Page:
Embroidery stitches

Embroidery stitches

A darning stitch is a decorative technique whereby a running stitch is worked in parallel lines in order to create a pattern with both negative and positive elements. The result is called darned embroidery, or pattern darning. It is normally a form of counted thread embroidery, worked on an even-weave ground.

The detached buttonhole stitch is a filling stitch, which is used to make a raised area. It is created by first making two or more horizontal straight stitches on top of the area to be worked. Then a line of buttonhole stitches is made, being woven into the straight stitches, going from left to right, without entering the ground material.

The detached chain stitch is a form of free style embroidery, which can be used to create one or more isolated small loops on the surface of the ground material.

The detached cross stitch is a variation on a cross stitch, in which each complete cross is worked in isolation from the cross stitch on either side of it. This type of stitch is used for both counted thread work and free-style embroidery.


The detached double fly stitch is a variation on a double fly stitch, in which the stitches are worked detached from one another. GVE

A detached fly stitch is a variation on a fly stitch, in which the stitches are worked detached from one another. GVE

The detached long armed cross stitch is a variation of the detached cross stitch, in which one arm of the cross is extended.

A detached overcast stitch is a raised stitch that is created using a foundation line of stem stitches, which is then hidden with small overcast stitches.

The detached twisted fly stitch is a variation on the fly stitch, in which a loop is created by crossing over the two arms of the stitch.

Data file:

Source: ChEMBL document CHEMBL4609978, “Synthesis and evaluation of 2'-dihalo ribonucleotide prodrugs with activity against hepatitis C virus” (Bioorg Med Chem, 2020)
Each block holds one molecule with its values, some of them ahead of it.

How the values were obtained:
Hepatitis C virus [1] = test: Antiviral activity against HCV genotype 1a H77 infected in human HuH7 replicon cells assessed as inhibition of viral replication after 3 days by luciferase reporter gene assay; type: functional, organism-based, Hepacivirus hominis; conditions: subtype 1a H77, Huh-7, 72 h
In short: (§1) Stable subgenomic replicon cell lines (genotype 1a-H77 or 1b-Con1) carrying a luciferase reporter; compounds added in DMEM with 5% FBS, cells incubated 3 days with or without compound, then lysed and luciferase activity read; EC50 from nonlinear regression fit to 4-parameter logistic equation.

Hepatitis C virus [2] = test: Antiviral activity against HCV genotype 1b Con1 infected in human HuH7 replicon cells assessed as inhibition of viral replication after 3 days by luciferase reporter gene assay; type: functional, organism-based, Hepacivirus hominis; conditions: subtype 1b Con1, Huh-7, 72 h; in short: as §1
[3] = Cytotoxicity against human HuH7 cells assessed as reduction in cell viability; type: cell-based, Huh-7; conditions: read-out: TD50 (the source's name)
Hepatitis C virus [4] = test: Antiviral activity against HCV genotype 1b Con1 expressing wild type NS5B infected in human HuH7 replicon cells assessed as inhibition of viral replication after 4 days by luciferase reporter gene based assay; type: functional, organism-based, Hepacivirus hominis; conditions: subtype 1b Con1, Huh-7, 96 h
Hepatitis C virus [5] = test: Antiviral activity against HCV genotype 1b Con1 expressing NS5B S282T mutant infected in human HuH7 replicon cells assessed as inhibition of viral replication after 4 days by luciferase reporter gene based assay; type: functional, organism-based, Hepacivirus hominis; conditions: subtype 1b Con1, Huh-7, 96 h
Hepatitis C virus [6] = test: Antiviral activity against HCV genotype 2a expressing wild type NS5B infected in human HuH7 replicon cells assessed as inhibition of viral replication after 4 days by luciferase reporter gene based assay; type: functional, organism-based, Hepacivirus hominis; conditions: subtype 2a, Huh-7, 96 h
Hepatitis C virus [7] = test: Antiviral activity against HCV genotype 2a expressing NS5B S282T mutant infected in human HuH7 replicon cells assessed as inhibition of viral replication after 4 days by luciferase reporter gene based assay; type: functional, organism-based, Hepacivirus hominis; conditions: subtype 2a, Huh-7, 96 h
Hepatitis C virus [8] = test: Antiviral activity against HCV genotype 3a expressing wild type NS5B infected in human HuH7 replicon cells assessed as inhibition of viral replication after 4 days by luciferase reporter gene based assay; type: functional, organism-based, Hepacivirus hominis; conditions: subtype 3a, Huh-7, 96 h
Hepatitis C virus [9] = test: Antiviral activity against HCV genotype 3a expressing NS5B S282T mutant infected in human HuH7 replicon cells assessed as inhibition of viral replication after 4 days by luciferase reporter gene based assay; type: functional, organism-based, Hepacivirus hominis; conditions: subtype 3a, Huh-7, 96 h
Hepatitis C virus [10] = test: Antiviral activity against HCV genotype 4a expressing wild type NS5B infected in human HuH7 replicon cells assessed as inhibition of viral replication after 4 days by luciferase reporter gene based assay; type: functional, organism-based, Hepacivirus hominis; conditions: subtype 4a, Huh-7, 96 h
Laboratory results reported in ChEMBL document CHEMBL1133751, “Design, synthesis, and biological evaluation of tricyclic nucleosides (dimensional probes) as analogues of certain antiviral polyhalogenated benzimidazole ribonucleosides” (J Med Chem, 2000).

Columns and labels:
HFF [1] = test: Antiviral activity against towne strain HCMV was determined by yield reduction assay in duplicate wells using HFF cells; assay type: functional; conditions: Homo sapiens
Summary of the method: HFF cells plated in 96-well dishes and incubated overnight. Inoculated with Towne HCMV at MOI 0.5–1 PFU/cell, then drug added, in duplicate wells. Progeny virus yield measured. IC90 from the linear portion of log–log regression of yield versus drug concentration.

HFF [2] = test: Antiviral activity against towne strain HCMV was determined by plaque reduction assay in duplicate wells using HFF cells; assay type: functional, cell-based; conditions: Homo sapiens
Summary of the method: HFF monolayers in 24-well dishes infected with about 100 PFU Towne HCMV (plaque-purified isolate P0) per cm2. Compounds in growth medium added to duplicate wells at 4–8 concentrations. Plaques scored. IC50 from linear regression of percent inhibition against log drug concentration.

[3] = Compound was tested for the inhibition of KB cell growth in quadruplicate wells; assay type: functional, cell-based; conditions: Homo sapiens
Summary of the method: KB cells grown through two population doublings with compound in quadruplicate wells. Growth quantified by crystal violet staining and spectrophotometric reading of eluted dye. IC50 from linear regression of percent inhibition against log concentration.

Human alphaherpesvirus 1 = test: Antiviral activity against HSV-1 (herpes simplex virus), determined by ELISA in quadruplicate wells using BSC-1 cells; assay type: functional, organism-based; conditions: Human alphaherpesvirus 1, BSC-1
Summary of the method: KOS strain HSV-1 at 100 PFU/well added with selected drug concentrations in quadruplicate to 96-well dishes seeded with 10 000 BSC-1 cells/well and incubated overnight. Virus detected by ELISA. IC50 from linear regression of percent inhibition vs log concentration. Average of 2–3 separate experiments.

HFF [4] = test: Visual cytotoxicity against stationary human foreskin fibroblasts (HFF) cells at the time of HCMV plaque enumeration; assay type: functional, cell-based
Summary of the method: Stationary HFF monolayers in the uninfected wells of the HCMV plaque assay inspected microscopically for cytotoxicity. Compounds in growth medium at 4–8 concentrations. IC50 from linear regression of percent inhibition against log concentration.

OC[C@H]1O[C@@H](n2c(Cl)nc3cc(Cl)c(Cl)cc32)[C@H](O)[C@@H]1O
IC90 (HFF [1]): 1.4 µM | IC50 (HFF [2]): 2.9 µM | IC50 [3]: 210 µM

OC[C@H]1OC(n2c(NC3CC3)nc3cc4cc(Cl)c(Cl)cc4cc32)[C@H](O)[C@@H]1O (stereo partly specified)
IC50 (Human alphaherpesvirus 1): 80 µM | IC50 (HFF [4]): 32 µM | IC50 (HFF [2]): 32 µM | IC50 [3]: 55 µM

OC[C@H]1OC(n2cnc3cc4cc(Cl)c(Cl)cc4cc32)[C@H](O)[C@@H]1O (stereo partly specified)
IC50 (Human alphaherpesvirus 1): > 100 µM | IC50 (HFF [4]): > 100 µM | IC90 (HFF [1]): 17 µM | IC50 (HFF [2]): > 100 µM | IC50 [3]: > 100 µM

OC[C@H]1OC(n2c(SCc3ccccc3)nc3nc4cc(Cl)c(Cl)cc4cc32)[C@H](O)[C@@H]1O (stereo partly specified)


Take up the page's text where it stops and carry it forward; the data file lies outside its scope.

The detached twisted fly stitch with chain stitch fastening is a composite stitch, which is made up of a row of detached twisted fly stitches fastened down with a chain stitch. This type of stitch is used for free-style embroidery and is associated with Saudi Arabian and Yemeni embroidery.

The diagonal mosaic stitch is a very simple form of diagonal stitch, built up of two short, diagonal stitches flanking one larger, diagonal one. When applied vertically, it is called the Hungarian stitch. Also known as the condensed Scotch stitch.

A diagonal stitch is used on canvas and is applied to fill large areas with the effect of woven or brocaded material. It consists of a satin stitch (or tent stitch) being worked in diagonal rows from top left to bottom right hand corner.

A double back stitch can be worked on either the front or the back of a piece of cloth. When worked on the front it is done as two parallel rows of back stitches, which create the effect of a closed herringbone stitch on the reverse side of the material (A). If it is worked on the reverse side it is carried out in the form of a closed herringbone stitch, which produces the effect of two parallel rows of back stitch on the front side (B).

The double buttonhole stitch is an embroidery technique consisting of two rows of buttonhole stitches or blanket stitches. A row of stitches are worked leaving a space between each stitch and then the work is turned around 180 degrees and another row of stitches is worked, making sure that the stitches of the second row fit into the spaces left by the first. Sometimes another thread or a ribbon is threaded through the stitches.

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